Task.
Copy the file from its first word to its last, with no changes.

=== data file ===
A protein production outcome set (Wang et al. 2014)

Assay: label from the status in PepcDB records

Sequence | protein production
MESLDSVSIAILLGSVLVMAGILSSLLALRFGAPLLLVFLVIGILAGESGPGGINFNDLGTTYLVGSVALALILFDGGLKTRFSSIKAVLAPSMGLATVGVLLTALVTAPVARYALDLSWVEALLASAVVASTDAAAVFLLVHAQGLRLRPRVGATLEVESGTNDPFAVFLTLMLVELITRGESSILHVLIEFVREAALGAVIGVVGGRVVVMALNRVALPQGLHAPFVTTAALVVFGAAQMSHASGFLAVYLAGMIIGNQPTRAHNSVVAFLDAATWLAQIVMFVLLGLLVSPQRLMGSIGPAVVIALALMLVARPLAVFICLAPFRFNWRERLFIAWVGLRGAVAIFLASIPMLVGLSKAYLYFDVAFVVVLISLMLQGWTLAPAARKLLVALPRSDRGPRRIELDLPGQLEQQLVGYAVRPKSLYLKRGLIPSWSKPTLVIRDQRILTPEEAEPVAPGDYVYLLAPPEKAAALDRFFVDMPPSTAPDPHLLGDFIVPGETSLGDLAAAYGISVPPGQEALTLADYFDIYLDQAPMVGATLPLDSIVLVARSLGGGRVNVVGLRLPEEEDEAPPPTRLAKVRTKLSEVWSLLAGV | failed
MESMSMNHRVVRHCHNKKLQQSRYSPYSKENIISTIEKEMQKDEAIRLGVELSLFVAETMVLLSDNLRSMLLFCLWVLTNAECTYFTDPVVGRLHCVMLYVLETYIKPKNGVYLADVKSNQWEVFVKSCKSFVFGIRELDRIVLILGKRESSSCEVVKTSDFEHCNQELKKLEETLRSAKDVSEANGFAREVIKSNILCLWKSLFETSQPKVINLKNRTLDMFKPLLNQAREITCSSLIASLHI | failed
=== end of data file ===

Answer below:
A protein production outcome set (Wang et al. 2014)

Assay: label from the status in PepcDB records

Sequence | protein production
MESLDSVSIAILLGSVLVMAGILSSLLALRFGAPLLLVFLVIGILAGESGPGGINFNDLGTTYLVGSVALALILFDGGLKTRFSSIKAVLAPSMGLATVGVLLTALVTAPVARYALDLSWVEALLASAVVASTDAAAVFLLVHAQGLRLRPRVGATLEVESGTNDPFAVFLTLMLVELITRGESSILHVLIEFVREAALGAVIGVVGGRVVVMALNRVALPQGLHAPFVTTAALVVFGAAQMSHASGFLAVYLAGMIIGNQPTRAHNSVVAFLDAATWLAQIVMFVLLGLLVSPQRLMGSIGPAVVIALALMLVARPLAVFICLAPFRFNWRERLFIAWVGLRGAVAIFLASIPMLVGLSKAYLYFDVAFVVVLISLMLQGWTLAPAARKLLVALPRSDRGPRRIELDLPGQLEQQLVGYAVRPKSLYLKRGLIPSWSKPTLVIRDQRILTPEEAEPVAPGDYVYLLAPPEKAAALDRFFVDMPPSTAPDPHLLGDFIVPGETSLGDLAAAYGISVPPGQEALTLADYFDIYLDQAPMVGATLPLDSIVLVARSLGGGRVNVVGLRLPEEEDEAPPPTRLAKVRTKLSEVWSLLAGV | failed
MESMSMNHRVVRHCHNKKLQQSRYSPYSKENIISTIEKEMQKDEAIRLGVELSLFVAETMVLLSDNLRSMLLFCLWVLTNAECTYFTDPVVGRLHCVMLYVLETYIKPKNGVYLADVKSNQWEVFVKSCKSFVFGIRELDRIVLILGKRESSSCEVVKTSDFEHCNQELKKLEETLRSAKDVSEANGFAREVIKSNILCLWKSLFETSQPKVINLKNRTLDMFKPLLNQAREITCSSLIASLHI | failed